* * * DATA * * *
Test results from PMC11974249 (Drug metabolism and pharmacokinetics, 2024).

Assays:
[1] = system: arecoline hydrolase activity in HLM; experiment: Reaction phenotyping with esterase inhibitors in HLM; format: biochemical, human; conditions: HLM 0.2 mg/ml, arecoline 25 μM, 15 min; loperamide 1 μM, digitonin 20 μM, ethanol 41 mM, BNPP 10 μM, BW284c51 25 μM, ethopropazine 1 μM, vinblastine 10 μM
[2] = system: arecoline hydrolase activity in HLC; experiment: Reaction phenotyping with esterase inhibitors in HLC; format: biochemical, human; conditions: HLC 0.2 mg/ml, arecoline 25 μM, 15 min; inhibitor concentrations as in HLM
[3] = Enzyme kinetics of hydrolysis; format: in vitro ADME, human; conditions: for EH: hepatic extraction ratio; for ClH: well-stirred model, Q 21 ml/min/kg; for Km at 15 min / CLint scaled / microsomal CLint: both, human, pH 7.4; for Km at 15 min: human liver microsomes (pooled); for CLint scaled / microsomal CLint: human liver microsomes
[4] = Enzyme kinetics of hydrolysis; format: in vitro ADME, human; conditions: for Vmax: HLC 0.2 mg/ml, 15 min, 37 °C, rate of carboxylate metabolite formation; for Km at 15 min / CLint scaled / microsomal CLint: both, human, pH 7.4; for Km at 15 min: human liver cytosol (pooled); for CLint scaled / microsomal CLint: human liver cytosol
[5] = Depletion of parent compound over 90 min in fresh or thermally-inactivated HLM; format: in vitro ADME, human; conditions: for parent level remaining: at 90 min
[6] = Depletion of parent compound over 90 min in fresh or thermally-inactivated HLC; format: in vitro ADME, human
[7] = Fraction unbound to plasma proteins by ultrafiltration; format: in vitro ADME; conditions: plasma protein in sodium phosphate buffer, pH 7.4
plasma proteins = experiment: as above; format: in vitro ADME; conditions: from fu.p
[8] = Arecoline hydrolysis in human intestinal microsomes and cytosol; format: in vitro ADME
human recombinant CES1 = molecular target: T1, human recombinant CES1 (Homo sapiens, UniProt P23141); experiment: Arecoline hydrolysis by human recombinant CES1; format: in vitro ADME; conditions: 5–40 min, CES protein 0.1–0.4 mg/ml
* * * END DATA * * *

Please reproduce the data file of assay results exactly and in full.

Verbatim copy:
Test results from PMC11974249 (Drug metabolism and pharmacokinetics, 2024).

Assays:
[1] = system: arecoline hydrolase activity in HLM; experiment: Reaction phenotyping with esterase inhibitors in HLM; format: biochemical, human; conditions: HLM 0.2 mg/ml, arecoline 25 μM, 15 min; loperamide 1 μM, digitonin 20 μM, ethanol 41 mM, BNPP 10 μM, BW284c51 25 μM, ethopropazine 1 μM, vinblastine 10 μM
[2] = system: arecoline hydrolase activity in HLC; experiment: Reaction phenotyping with esterase inhibitors in HLC; format: biochemical, human; conditions: HLC 0.2 mg/ml, arecoline 25 μM, 15 min; inhibitor concentrations as in HLM
[3] = Enzyme kinetics of hydrolysis; format: in vitro ADME, human; conditions: for EH: hepatic extraction ratio; for ClH: well-stirred model, Q 21 ml/min/kg; for Km at 15 min / CLint scaled / microsomal CLint: both, human, pH 7.4; for Km at 15 min: human liver microsomes (pooled); for CLint scaled / microsomal CLint: human liver microsomes
[4] = Enzyme kinetics of hydrolysis; format: in vitro ADME, human; conditions: for Vmax: HLC 0.2 mg/ml, 15 min, 37 °C, rate of carboxylate metabolite formation; for Km at 15 min / CLint scaled / microsomal CLint: both, human, pH 7.4; for Km at 15 min: human liver cytosol (pooled); for CLint scaled / microsomal CLint: human liver cytosol
[5] = Depletion of parent compound over 90 min in fresh or thermally-inactivated HLM; format: in vitro ADME, human; conditions: for parent level remaining: at 90 min
[6] = Depletion of parent compound over 90 min in fresh or thermally-inactivated HLC; format: in vitro ADME, human
[7] = Fraction unbound to plasma proteins by ultrafiltration; format: in vitro ADME; conditions: plasma protein in sodium phosphate buffer, pH 7.4
plasma proteins = experiment: as above; format: in vitro ADME; conditions: from fu.p
[8] = Arecoline hydrolysis in human intestinal microsomes and cytosol; format: in vitro ADME
human recombinant CES1 = molecular target: T1, human recombinant CES1 (Homo sapiens, UniProt P23141); experiment: Arecoline hydrolysis by human recombinant CES1; format: in vitro ADME; conditions: 5–40 min, CES protein 0.1–0.4 mg/ml